“There are opportunities in the better-for-you products category,” asserts Kay. “That’s something we wanted to pay attention to, something we wanted to be forward-thinking on.”
To that end, the company’s been forward-thinking about automation as well, having installed a $2-million Tanis kitchen as well as a new Contemar 150,000-lb. bulk sugar handling system.
As Kay points out, the Tanis kitchen represents the single largest investment since building the new facility.
“It enables us to be more accurate [flavor, color, quality] while simultaneously increasing our output,” says Melvin Krusell, v.p. – manufacturing. “We’ve been able to increase our output by 10-15%.”
In addition, the company can now produce 100% gelatin products as well as combination gelatin/starch items.
Although somewhat less sexy of an investment, the Contemar bulk sugar system also delivers several critical benefits. Previously, the company had sugar delivered in 2,500-lb. totes and they would be unloaded into the supply pipeline on a tote-by-tote basis. As a result, an alarm would sound alerting an employee whenever a tote needed to be replaced.
“With our new bulk sugar system, we get a price improvement in our sugar purchases by buying in larger quantities and we eliminate the need of having someone to monitor tote replacement,” Krusell says.
Both investments provide Sweet Candy Co. with more precise controls in manufacturing as well as greater efficiencies — a crucial part of the company’s pursuit of continuous improvement.
Krusell, who was brought on board by Tony to implement processing controls at the new plant, admits his role has evolved. For the last six years, he’s been implementing a lean, team-based improvement program at the plant.
“It started with your typical 5 S program [a system of continual improvement that focuses on visual order, organization, cleanliness and standardization] to determine what items should be in a work cell [area] and organizing them in a manner as to make them most convenient,” he says.
The next step focused on educating employees on eliminating waste, which involved communicating product quality requirements and daily output totals via message boards that included photographs of samples, charts and other information, Krusell adds.
Gradually, the Kaizen-style, team approach produced results, such as a 30% increase in output within the vertical bagging area.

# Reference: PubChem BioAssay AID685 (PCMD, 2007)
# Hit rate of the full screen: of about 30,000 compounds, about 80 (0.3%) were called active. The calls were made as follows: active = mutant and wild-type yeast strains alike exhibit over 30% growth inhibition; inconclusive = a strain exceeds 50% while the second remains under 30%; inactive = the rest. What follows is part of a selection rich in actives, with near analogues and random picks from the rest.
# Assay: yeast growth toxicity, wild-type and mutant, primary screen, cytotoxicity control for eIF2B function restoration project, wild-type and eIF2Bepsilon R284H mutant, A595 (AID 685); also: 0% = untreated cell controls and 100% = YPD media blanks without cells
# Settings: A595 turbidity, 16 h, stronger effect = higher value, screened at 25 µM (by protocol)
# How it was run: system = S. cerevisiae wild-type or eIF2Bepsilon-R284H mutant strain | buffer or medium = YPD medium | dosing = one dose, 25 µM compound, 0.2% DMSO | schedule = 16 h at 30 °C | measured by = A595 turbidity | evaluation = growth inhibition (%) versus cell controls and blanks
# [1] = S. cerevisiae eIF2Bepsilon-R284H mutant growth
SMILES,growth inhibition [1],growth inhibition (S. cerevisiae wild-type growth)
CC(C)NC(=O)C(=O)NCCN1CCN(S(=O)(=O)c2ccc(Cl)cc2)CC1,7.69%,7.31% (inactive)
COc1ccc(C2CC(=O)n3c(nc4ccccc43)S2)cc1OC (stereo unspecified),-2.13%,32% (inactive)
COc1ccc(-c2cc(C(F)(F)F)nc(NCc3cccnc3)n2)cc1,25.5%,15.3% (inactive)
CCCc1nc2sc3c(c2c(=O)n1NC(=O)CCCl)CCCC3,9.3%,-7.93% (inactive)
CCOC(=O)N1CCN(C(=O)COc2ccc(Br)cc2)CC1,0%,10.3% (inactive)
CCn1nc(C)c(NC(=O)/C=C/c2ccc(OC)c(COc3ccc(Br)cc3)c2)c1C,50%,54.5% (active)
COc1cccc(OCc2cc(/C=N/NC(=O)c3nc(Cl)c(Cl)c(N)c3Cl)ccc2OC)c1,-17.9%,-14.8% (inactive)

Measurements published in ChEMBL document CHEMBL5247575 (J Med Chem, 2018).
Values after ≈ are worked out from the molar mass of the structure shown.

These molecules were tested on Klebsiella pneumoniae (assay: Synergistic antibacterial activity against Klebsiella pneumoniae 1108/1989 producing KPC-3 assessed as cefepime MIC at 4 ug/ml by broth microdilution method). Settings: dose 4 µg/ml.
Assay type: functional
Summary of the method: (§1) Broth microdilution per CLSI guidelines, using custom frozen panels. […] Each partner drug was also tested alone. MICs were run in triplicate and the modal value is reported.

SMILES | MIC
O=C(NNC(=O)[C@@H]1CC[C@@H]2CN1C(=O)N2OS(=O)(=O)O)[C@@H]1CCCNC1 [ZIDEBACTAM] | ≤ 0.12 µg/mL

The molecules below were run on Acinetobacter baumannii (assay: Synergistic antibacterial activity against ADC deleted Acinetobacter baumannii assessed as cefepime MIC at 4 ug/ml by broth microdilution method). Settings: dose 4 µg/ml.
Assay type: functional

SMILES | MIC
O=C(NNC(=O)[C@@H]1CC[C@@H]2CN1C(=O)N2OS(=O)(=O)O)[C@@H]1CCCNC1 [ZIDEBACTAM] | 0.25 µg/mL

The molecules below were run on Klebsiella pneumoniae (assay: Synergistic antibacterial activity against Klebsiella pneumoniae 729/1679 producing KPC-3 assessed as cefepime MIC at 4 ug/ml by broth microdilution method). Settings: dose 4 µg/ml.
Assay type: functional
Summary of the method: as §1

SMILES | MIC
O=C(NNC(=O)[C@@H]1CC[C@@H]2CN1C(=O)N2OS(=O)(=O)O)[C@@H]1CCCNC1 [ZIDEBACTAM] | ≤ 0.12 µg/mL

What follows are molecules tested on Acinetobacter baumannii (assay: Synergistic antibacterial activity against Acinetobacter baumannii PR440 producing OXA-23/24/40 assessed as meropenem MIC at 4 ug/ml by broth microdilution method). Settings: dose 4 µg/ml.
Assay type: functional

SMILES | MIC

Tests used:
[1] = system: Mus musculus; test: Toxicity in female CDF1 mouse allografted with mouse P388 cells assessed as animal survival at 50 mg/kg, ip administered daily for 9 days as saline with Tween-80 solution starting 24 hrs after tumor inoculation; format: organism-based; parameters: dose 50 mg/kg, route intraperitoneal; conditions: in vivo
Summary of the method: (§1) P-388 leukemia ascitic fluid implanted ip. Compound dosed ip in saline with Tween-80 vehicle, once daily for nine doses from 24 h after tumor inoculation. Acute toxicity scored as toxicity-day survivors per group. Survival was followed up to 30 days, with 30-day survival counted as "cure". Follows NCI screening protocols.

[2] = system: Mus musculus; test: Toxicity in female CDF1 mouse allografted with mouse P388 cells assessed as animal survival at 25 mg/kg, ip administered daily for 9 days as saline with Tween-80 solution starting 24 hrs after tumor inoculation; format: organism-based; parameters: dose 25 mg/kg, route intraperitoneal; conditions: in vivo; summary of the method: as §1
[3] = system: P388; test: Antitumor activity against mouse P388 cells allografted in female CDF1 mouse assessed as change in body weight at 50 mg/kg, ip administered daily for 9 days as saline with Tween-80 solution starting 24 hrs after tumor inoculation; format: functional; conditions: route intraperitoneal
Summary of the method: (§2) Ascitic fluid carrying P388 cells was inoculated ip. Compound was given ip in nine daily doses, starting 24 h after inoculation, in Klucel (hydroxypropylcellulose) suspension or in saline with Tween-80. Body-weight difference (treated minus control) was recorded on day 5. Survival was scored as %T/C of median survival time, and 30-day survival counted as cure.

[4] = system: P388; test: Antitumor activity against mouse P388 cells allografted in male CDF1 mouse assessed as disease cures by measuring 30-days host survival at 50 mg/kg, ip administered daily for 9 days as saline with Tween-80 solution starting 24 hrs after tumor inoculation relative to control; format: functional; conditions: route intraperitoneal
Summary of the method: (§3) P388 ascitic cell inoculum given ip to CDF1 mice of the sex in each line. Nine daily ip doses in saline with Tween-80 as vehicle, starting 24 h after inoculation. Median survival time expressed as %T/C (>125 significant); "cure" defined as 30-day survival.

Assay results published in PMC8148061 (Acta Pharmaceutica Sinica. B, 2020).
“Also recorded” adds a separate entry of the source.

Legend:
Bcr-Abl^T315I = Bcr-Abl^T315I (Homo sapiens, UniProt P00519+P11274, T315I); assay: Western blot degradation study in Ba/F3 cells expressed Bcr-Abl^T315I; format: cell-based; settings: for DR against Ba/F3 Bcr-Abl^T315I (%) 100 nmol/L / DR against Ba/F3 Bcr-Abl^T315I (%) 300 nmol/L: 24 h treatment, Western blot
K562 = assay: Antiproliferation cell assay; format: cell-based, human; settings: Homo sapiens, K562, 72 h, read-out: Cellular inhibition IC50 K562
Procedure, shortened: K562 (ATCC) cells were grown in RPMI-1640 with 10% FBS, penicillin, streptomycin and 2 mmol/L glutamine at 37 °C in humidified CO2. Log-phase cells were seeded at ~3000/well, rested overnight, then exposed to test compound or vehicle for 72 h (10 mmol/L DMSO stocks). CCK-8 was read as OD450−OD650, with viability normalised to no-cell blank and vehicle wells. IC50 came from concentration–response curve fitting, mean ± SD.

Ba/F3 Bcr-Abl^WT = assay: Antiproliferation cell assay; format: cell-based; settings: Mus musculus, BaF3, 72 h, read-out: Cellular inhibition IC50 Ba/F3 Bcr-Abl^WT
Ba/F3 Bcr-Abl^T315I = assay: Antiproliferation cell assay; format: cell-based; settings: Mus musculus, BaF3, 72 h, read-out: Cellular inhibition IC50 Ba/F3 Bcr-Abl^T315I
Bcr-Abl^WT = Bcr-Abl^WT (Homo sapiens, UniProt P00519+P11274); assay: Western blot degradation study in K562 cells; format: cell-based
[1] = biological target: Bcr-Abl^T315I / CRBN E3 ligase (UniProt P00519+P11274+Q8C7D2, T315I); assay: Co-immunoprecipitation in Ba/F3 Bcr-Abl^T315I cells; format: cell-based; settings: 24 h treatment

“Simply by paying close attention to each element in changeovers, the team was able to improve the downtime involved with changeovers,” he explains. “Keep in mind that we don’t do long runs, so we have between four to eight changeovers per shift. Essentially the team embraced a NASCAR approach to changeovers, each team member being assigned a certain task during the changeover.”
Krusell cites another figure, a 20% increase in output within the taffy department. Again, he attributes the gain to eliminating downtime.
The output improvements coincided with another key element in Krusell’s long-term continuous improvement plant, the introduction of indicators supporting food safety and retailer/manufacturing auditing programs.
Having received superior ratings from both AIB (American Institute of Baking) and BRC (British Retail Consortium) audit programs, Sweet Candy Co. was well-positioned to seek out more private label and contract manufacturing opportunities.
To successfully solicit contract packaging accounts, a company has to have “certain levels of controls in place and a certain standard of quality,” Krusell says. Moreover, he adds, the “requirements continue to increase and change.”
As Kay points out, after implementing a Global Food Safety Initiative within the company, Sweet Candy Co. has the ability to pinpoint the traceability of its products.
“We can pull off a mock recall in an hour,” he says. “As a result, we know what we are handling, who’s handling it and where we are shipping it.”
Those controls and the level of flexibility become further amplified when tackling such product launches as all-natural, non-GMO.
“As a mom, I personally wanted to do this for a long time,” says Rachel in reference to the company’s recent launch of the Classics, Au Natural line. “It’s been fun watching the evolution of that sector for years, and it represents a new frontier for our industry.”
Admitting there was a certain learning curve involved in the process — sourcing proved challenging as did handling bags and drums instead of bulk delivery of ingredients — Rachel pointed out that the company had been producing such products for retailers for several years now.
Moreover, as Kay explains, “You can’t ignore the natural food retailers.” Although that aspect of the business remains relatively small, both Kay and Rachel see the potential for a significant sales surge down the road.
Interestingly, it was Tony who was most reluctant about entering the all-natural, non-GMO category.
“I thought we’d be creating a sourcing nightmare,” he admits. “But I applaud Rick’s and Rachel’s stick-to-itiveness. Now we can manufacture items others can’t. That consumer base is growing. Those that don’t acknowledge that will be left behind.”
Despite admitting to being that “shy guy,” it’s hard to imagine Tony being left behind anywhere, anyplace.
As Kay emphasizes, “Tony knows what he’s doing.”
Moreover, he took the risks at the right time, Rachel adds, referring to his decision to build a new facility and incur debt doing so. By the way, Tony proudly points to the fact that the loan has been paid off and the company is debt-free.
Admitting that his success reflects a combination of luck and skill, Tony doesn’t have any preconceived notions about the future.
“You’re only as good as the next pound of candy you produce,” he says. “We need to continue building on our customer relationships, keep innovating our product line, and maintain our quality to keep going forward.”
Kay concurs. “Things change, as witnessed by consolidation within the industry, amongst retailers,” he says. “Consumer preferences change. You have to stay nimble. If you see an opportunity, you have to capitalize on it.”
In Tony’s case, that’s the new ongoing dream, one that’s being realized daily.